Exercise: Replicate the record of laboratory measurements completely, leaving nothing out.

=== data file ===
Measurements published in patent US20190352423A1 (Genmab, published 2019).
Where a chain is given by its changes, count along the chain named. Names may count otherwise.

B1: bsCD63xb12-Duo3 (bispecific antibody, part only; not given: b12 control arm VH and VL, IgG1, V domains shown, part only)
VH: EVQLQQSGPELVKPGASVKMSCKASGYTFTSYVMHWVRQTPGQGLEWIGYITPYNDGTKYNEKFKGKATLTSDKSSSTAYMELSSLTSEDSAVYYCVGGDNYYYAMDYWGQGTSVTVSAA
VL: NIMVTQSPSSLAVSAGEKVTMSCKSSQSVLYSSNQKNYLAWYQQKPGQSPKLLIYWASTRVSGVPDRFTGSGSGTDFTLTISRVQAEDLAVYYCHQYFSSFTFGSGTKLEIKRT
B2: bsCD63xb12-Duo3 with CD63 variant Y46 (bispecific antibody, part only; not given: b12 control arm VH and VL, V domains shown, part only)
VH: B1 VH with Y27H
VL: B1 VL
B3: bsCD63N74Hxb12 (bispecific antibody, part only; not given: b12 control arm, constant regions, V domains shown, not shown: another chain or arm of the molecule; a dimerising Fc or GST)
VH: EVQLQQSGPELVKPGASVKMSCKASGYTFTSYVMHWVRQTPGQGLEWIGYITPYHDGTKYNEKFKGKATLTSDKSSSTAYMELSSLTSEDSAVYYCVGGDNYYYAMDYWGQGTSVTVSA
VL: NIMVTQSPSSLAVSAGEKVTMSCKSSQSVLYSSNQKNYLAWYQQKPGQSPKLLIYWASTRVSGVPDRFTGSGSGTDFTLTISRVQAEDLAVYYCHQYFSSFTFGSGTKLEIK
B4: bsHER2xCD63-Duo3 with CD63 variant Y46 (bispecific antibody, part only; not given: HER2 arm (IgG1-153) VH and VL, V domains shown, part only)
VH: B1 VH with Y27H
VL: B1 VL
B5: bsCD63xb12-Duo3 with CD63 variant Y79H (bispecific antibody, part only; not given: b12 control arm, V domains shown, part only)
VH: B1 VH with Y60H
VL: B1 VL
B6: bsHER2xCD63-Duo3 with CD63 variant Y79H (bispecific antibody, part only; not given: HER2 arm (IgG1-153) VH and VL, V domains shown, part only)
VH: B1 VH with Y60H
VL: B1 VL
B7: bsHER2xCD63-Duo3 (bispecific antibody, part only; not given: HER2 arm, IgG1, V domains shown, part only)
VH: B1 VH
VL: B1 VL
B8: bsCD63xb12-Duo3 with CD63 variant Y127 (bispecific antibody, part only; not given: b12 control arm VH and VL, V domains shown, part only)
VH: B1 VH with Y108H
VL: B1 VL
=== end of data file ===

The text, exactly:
Measurements published in patent US20190352423A1 (Genmab, published 2019).
Where a chain is given by its changes, count along the chain named. Names may count otherwise.

B1: bsCD63xb12-Duo3 (bispecific antibody, part only; not given: b12 control arm VH and VL, IgG1, V domains shown, part only)
VH: EVQLQQSGPELVKPGASVKMSCKASGYTFTSYVMHWVRQTPGQGLEWIGYITPYNDGTKYNEKFKGKATLTSDKSSSTAYMELSSLTSEDSAVYYCVGGDNYYYAMDYWGQGTSVTVSAA
VL: NIMVTQSPSSLAVSAGEKVTMSCKSSQSVLYSSNQKNYLAWYQQKPGQSPKLLIYWASTRVSGVPDRFTGSGSGTDFTLTISRVQAEDLAVYYCHQYFSSFTFGSGTKLEIKRT
B2: bsCD63xb12-Duo3 with CD63 variant Y46 (bispecific antibody, part only; not given: b12 control arm VH and VL, V domains shown, part only)
VH: B1 VH with Y27H
VL: B1 VL
B3: bsCD63N74Hxb12 (bispecific antibody, part only; not given: b12 control arm, constant regions, V domains shown, not shown: another chain or arm of the molecule; a dimerising Fc or GST)
VH: EVQLQQSGPELVKPGASVKMSCKASGYTFTSYVMHWVRQTPGQGLEWIGYITPYHDGTKYNEKFKGKATLTSDKSSSTAYMELSSLTSEDSAVYYCVGGDNYYYAMDYWGQGTSVTVSA
VL: NIMVTQSPSSLAVSAGEKVTMSCKSSQSVLYSSNQKNYLAWYQQKPGQSPKLLIYWASTRVSGVPDRFTGSGSGTDFTLTISRVQAEDLAVYYCHQYFSSFTFGSGTKLEIK
B4: bsHER2xCD63-Duo3 with CD63 variant Y46 (bispecific antibody, part only; not given: HER2 arm (IgG1-153) VH and VL, V domains shown, part only)
VH: B1 VH with Y27H
VL: B1 VL
B5: bsCD63xb12-Duo3 with CD63 variant Y79H (bispecific antibody, part only; not given: b12 control arm, V domains shown, part only)
VH: B1 VH with Y60H
VL: B1 VL
B6: bsHER2xCD63-Duo3 with CD63 variant Y79H (bispecific antibody, part only; not given: HER2 arm (IgG1-153) VH and VL, V domains shown, part only)
VH: B1 VH with Y60H
VL: B1 VL
B7: bsHER2xCD63-Duo3 (bispecific antibody, part only; not given: HER2 arm, IgG1, V domains shown, part only)
VH: B1 VH
VL: B1 VL
B8: bsCD63xb12-Duo3 with CD63 variant Y127 (bispecific antibody, part only; not given: b12 control arm VH and VL, V domains shown, part only)
VH: B1 VH with Y108H
VL: B1 VL